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“About half the people I spoke with offered me their cards, which, in the age of LinkedIn, is becoming more rare.”
Oddly enough, the lesson that I got out of this was that business networks face an increase of risk as the use of the business card declines, and the use of professional social networks continues to grow and password security continues to be lackadaisical amongst its participants. To make this point, I’ll use 5 facts and an anecdote.
Consider these 5 facts
1) Password security is only as good as the site administrator’s determined settings and the creativity of the password maker.
2) Password security measures are usually crap, but not to say strict codes don’t exist (md5 hash + the blood of a virgin).
3) The lazy and the ignorant use the same passwords for multiple accounts.
4) LinkedIn has been a victim and continues to be a target for hackers.
5) Hackers have dumped LinkedIn usernames and passwords.
I recall a time while working at a prestigious investment bank as a lowly intern…
One morning, an hour before work, I sat here at my house office combing through my Leviathan of a news feed. I saw that the hackers were boasting about LinkedIn pwnge and I saw that a couple of the cyber security guys and media outlets were beginning to disseminate news of 6 million plus UNs and PWs were dumped on to the open web.
I thought it was interesting that LinkedIn was the only social network that the bank allowed. I assuredly thought that the leak of 6million UNs and PWs might put some in the company in a fix, if malicious actions were taken.
When I arrived at the office I checked my email, and I saw nothing about LinkedIn. Not from HQ, nor from branch brass. Interesting as the news has been out for a while now. (Minutes ago is years ago in internet news time).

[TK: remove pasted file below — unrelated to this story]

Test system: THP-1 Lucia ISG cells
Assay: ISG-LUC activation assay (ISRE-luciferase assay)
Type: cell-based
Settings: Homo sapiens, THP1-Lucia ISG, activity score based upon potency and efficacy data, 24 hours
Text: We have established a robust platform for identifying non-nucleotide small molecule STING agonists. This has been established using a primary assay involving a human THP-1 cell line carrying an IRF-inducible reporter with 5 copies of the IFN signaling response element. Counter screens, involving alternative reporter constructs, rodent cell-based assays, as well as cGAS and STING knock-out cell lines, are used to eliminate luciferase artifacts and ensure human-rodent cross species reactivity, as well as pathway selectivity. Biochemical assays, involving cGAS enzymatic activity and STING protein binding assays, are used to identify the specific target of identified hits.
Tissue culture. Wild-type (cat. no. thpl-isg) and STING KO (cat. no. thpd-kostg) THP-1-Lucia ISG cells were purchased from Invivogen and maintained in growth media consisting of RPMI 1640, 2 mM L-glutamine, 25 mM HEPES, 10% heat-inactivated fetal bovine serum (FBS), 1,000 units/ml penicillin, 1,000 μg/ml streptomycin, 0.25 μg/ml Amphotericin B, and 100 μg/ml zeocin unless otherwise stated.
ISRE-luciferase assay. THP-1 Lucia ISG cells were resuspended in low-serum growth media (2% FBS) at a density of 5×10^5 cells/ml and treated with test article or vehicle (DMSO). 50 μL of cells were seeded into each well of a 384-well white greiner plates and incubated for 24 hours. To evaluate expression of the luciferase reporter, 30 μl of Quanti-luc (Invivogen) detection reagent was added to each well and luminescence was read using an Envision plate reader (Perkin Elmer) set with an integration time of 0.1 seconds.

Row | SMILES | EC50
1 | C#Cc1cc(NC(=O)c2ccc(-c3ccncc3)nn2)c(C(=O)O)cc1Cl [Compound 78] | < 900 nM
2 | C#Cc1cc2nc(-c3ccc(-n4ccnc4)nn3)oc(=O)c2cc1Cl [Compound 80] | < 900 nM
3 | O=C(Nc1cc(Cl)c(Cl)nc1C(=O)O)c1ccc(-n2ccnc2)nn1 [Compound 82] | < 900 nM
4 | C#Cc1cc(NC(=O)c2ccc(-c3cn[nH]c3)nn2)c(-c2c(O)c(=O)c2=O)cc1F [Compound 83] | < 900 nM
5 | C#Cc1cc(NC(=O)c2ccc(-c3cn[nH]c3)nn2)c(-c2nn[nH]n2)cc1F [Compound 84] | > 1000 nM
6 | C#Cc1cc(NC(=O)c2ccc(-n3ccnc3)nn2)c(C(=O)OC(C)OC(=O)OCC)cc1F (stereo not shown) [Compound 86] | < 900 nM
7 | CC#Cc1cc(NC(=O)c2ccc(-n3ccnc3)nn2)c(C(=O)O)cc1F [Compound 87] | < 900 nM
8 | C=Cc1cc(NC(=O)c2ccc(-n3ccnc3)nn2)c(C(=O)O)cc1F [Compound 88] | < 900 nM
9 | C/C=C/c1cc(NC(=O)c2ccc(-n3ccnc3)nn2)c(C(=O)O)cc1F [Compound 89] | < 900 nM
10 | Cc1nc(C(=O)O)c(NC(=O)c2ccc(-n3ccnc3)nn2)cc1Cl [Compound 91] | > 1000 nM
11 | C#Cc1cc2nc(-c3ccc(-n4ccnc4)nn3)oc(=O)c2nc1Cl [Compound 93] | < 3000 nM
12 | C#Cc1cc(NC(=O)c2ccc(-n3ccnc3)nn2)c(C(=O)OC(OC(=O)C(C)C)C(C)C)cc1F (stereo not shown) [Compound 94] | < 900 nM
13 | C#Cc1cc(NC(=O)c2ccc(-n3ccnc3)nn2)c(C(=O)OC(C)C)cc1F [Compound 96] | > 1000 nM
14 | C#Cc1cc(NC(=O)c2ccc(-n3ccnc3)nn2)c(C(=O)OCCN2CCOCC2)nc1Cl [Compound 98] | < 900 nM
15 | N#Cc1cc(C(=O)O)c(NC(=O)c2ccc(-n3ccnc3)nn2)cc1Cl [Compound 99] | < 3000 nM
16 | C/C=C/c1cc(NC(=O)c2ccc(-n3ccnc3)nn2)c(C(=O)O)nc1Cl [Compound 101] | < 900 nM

I started asking around those who were close to my office desk if anybody knew anything about it. Nope. Nobody heard anything about it. I emailed our regulator lady that makes sure we all stay within bounds of the company and the law, as her job is to protect the bank. She is also responsible for taking our social networking information down for company record. She knew nothing about the dump either. I asked our office-appointed computer expert about it and he didn’t know anything at this point. The regulator lady sent me another message that said HQ didn’t know anything either.
“How the -f- is the intern better informed”, I thought to myself.
Not much time later, a couple minutes (years in internet time), I get the mass email about LinkedIn being pwnd. I thought to myself. Did I have anything to do with that mass email being sent? Maybe, maybe not. Maybe somebody on the East Coast picked up on it too? But what if I did? How long would the UNs and PWs be ripe for the plucking without acknowledgement of the company? Could any of those UNs and PWs be used to access any part of the protected network? I wouldn’t doubt it, judging by the facial expressions after a quick brief on password security. I’m telling you, it was bad. I used to see active RSA key fobs laying out on desks by people who left their work areas for extended periods of time. A no-no for a company with over $230B in assets.
This message was brought to you by a fear in me that has been struck by Winn Schwartau’s ‘I told you so’ speeches.
I really wrote this because I am a James Bond fan, and I don’t think he needed to write scripts in the first place. 😛